Annual Poppy appeal helps those struggling with money worries

Cash raised helps military and ex-service people escape from a debt crisis.

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The Independent Online

Ever wonder what happens to the cash used to buy a Poppy? Part of it funds crucial help and advice for those in debt. The Royal British Legion's Benefits & Money Advice service helps serving members of the armed forces as well ex-service folk who have fallen into money difficulties.

It was launched four years ago and in its first year helped around 2,500 people. But, tellingly, last year the figure increased four-fold to more than 10,000 and the service expects the number to climb further this year. However, the biggest problem is sometimes getting people to come forward for help.

"We want to encourage people to come forward to help but the hardest people to engage with are those in the serving community," says Alison Wyman, manager of the Benefits and Money Advice Service.

"The majority of our cases involve debt but those serving in the forces don't want to talk about their problems. They are worried that if it's found out they're in debt, it will hit their career." For that reason all people who use the service are dealt with confidentially.

However, the biggest money problems can hit those who leave the service. Around 20,000 people leave every year and many find the transition to life outside the military a difficult one. Even those that find decent jobs can find it hard to adjust to having to take control of their own finances for the first time.

"Many of our clients say they felt it hard when they came out of the forces and went to civilian life," says Wyman. "They find it difficult to get a job or to cope with a drop in income. Many have existing credit card debts and discoverthey don't really know how to manage their money."

The service – in conjunction with Citizens Advice and the Royal Air Force Benevolent Fund – gives confidential assistance to any members or ex-members of the forces. Typical is Robert Jarman, a former member of the Coldstream Guards, who agreed to tell The Independent his story.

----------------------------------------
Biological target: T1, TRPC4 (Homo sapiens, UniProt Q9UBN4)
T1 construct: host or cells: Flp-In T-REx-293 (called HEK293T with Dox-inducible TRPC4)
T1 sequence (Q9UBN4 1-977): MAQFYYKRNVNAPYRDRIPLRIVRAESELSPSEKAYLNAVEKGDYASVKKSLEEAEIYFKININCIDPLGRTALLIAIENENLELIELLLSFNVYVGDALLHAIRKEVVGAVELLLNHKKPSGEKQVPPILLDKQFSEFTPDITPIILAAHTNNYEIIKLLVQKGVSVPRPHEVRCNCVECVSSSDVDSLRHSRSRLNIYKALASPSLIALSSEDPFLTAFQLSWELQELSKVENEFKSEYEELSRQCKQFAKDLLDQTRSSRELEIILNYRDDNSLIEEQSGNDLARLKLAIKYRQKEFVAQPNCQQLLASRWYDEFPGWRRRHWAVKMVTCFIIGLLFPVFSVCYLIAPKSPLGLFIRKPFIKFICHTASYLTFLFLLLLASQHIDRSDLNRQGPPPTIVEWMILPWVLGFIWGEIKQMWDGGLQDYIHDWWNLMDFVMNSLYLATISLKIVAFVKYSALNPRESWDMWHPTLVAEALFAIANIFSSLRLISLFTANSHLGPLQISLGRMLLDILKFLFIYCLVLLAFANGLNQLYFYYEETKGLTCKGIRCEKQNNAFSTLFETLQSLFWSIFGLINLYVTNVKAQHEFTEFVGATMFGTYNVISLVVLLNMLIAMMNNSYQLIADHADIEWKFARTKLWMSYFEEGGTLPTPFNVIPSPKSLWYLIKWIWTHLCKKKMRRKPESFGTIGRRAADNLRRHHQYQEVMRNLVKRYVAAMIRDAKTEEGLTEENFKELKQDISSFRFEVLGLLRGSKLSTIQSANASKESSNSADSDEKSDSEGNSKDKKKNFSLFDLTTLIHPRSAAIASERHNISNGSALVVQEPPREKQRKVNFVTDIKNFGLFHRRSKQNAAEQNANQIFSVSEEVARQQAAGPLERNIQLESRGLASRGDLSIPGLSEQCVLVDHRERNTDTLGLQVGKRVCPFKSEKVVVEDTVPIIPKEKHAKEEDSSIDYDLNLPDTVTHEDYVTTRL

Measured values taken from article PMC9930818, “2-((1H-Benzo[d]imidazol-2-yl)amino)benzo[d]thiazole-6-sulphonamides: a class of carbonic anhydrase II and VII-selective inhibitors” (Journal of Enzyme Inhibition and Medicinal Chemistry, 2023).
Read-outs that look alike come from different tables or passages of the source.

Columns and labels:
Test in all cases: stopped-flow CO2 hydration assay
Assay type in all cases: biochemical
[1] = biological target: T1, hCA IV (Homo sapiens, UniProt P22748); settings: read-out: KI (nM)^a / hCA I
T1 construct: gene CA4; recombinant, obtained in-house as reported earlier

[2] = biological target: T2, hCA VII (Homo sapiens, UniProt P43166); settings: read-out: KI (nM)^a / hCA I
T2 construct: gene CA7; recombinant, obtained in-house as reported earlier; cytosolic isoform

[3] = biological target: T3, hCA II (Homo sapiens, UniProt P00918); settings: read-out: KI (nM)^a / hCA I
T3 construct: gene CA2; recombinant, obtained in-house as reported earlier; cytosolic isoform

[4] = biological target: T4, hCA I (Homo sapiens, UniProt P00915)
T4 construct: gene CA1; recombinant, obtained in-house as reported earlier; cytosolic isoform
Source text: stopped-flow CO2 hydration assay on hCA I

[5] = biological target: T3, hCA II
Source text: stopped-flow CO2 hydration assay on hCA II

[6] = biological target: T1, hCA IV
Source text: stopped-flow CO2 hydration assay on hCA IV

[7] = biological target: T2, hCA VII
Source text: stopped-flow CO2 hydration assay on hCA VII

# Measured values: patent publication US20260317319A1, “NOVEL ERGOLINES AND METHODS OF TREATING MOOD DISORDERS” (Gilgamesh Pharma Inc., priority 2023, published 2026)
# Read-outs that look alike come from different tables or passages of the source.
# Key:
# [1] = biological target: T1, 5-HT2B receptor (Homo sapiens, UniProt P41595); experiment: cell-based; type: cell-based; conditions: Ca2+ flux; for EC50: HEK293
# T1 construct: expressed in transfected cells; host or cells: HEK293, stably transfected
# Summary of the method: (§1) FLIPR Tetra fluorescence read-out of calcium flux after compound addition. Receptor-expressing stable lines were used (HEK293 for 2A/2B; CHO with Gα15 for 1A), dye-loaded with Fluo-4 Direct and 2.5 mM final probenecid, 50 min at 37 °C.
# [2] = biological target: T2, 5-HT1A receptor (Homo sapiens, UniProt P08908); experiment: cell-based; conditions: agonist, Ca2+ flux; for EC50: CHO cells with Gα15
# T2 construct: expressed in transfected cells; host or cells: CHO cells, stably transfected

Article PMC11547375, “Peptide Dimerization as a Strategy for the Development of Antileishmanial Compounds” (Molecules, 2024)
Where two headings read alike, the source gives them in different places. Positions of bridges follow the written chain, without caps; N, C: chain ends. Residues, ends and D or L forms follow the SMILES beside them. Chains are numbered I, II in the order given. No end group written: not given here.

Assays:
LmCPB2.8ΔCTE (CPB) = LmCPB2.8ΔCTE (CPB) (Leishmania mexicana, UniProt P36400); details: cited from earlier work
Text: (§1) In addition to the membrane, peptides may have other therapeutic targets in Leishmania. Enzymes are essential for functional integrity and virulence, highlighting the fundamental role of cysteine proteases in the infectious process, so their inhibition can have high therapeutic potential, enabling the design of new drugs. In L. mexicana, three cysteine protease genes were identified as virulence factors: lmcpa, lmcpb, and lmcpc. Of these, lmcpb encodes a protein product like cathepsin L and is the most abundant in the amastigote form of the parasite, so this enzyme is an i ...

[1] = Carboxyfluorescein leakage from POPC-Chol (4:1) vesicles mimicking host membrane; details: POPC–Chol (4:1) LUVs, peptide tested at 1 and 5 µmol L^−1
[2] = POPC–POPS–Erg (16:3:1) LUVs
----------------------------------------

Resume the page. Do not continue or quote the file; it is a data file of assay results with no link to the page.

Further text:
After a six month tour of Afghanistan the 22-year old (pictured right) got a head injury and ended up with a hearing aid. As a result he was medically discharged from active service but was given no advice on adjusting to civilian life. "I didn't get any real help from the army," says Robert.

He now lives in Devon with his girlfriend and nine-month-old baby but after leaving the army he couldn't find a job and money got very tight. In desperation he turned to Citizens Advice. "I went to their bureau in Barnstaple and they put me in touch with the Royal British Legion. I was surprised because I thought you still had to be in active service to get their help," Robert says.

The Legion's adviser negotiated a disability living allowance for Robert as well as telling him about other benefits, and helped him clear his council tax arrears. "They've also offered to help with finding a better home and have given me more confidence about the future," says Robert.

"Once the doctor's giving me the all clear, I'm hoping to go to college on a course and get my career back on track. I wouldn't be as well as I am today without the help the Legion gave me."

He's not alone. The service has so far helped around 25,000 people and last year helped 8,200 people struggling with unmanageable debt. It was able to write off £18.3m of debt as well as giving financial assistance to 3,240 households to help deal with shortfalls in income.

"We do step in and help people financially in some cases, with a grant, for instance, to cover arrears if they may be about to be evicted," explains Alison Wyman. "We tend to find that the cases are quite complex but it's very rare that we can't help with a solution."

The service helps people with money worries sort out their budgets and prioritise debt repayments. It checks people's benefit entitlements and advises them on ways to cut down costs and maximise income. In other words, it gives crucial financial advice to those who really need it, when they need it.

As Robert Jarman says: "It was nice to find out that there is someone who cares enough to help."

This year marks a landmark for the Legion: it celebrates its 90th year. It says the the need for its help is as great as it was 90 years ago and hopes to raise £90m in 2011 for service and former service staff. The Legion spends £1.4m a week on health and welfare support to service people and their families.

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